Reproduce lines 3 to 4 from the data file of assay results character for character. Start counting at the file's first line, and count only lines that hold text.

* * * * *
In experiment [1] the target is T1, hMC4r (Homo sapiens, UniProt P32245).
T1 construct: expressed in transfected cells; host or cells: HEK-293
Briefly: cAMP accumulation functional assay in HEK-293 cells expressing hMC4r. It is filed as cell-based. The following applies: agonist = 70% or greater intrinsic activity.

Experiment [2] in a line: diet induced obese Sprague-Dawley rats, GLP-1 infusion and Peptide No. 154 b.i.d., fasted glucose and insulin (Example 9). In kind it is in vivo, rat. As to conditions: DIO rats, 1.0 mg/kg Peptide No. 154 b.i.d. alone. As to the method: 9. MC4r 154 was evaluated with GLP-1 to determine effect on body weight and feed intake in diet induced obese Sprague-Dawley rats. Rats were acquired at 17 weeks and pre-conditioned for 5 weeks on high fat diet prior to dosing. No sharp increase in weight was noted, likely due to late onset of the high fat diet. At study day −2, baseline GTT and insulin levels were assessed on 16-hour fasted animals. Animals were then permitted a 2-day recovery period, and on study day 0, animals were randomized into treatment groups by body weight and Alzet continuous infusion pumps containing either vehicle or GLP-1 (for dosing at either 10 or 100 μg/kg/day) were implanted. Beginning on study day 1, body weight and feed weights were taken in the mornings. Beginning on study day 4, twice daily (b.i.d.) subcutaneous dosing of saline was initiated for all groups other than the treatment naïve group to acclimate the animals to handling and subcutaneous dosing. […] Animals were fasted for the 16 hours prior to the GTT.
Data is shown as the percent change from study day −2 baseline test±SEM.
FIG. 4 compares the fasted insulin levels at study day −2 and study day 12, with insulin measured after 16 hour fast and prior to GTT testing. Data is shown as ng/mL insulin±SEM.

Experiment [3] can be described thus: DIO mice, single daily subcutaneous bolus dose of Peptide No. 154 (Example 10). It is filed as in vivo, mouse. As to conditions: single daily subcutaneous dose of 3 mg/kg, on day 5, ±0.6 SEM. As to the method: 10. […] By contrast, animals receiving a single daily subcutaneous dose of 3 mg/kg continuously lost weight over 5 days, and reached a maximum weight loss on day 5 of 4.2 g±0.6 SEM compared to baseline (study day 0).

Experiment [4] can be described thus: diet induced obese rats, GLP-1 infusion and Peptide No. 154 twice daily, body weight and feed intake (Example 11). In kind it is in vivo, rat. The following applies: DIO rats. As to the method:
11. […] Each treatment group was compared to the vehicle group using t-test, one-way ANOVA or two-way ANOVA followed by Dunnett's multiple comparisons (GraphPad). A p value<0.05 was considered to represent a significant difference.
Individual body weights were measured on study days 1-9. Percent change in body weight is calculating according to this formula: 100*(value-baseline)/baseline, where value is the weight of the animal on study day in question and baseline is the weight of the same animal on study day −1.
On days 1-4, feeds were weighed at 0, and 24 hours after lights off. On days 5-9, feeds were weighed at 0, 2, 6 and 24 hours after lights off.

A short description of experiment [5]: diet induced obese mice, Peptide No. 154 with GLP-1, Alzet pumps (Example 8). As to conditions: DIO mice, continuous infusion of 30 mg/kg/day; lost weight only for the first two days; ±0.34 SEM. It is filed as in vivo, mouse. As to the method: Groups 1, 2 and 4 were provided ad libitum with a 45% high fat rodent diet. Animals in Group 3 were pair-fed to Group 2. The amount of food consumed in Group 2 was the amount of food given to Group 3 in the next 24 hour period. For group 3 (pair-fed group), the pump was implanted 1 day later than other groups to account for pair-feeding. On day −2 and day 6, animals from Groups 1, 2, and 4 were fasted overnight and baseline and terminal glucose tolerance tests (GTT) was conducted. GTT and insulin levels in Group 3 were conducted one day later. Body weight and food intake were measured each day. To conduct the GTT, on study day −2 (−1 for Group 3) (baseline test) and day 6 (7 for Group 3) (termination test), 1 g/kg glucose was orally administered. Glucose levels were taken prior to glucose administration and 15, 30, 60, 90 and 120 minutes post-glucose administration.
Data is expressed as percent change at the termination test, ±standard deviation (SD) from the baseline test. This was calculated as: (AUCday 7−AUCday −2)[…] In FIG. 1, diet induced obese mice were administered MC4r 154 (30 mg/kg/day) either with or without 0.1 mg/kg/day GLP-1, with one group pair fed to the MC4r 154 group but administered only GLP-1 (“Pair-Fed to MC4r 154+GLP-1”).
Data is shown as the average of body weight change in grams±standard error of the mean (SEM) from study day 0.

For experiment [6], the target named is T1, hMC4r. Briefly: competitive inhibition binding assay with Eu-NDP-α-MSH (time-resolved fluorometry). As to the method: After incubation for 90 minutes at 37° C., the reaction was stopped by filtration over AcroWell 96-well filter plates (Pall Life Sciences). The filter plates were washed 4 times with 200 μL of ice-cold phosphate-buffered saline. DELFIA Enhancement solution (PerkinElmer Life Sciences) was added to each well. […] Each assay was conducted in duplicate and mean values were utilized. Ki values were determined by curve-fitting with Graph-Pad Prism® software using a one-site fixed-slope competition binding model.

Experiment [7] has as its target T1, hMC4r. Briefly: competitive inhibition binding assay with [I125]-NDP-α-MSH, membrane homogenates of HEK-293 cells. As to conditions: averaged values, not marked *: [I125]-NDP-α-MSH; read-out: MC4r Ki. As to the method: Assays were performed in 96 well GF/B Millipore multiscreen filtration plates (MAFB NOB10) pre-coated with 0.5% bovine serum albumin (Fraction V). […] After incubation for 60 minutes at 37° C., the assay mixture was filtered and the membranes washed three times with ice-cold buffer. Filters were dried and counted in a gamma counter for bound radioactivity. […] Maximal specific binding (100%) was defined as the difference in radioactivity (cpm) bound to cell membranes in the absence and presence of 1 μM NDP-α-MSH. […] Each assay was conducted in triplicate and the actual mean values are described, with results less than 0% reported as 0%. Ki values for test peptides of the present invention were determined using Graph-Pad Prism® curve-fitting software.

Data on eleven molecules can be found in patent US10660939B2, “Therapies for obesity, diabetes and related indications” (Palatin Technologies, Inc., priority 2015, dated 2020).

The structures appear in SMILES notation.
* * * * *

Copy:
Briefly: cAMP accumulation functional assay in HEK-293 cells expressing hMC4r. It is filed as cell-based. The following applies: agonist = 70% or greater intrinsic activity.

Experiment [2] in a line: diet induced obese Sprague-Dawley rats, GLP-1 infusion and Peptide No. 154 b.i.d., fasted glucose and insulin (Example 9). In kind it is in vivo, rat. As to conditions: DIO rats, 1.0 mg/kg Peptide No. 154 b.i.d. alone. As to the method: 9. MC4r 154 was evaluated with GLP-1 to determine effect on body weight and feed intake in diet induced obese Sprague-Dawley rats. Rats were acquired at 17 weeks and pre-conditioned for 5 weeks on high fat diet prior to dosing. No sharp increase in weight was noted, likely due to late onset of the high fat diet. At study day −2, baseline GTT and insulin levels were assessed on 16-hour fasted animals. Animals were then permitted a 2-day recovery period, and on study day 0, animals were randomized into treatment groups by body weight and Alzet continuous infusion pumps containing either vehicle or GLP-1 (for dosing at either 10 or 100 μg/kg/day) were implanted. Beginning on study day 1, body weight and feed weights were taken in the mornings. Beginning on study day 4, twice daily (b.i.d.) subcutaneous dosing of saline was initiated for all groups other than the treatment naïve group to acclimate the animals to handling and subcutaneous dosing. […] Animals were fasted for the 16 hours prior to the GTT.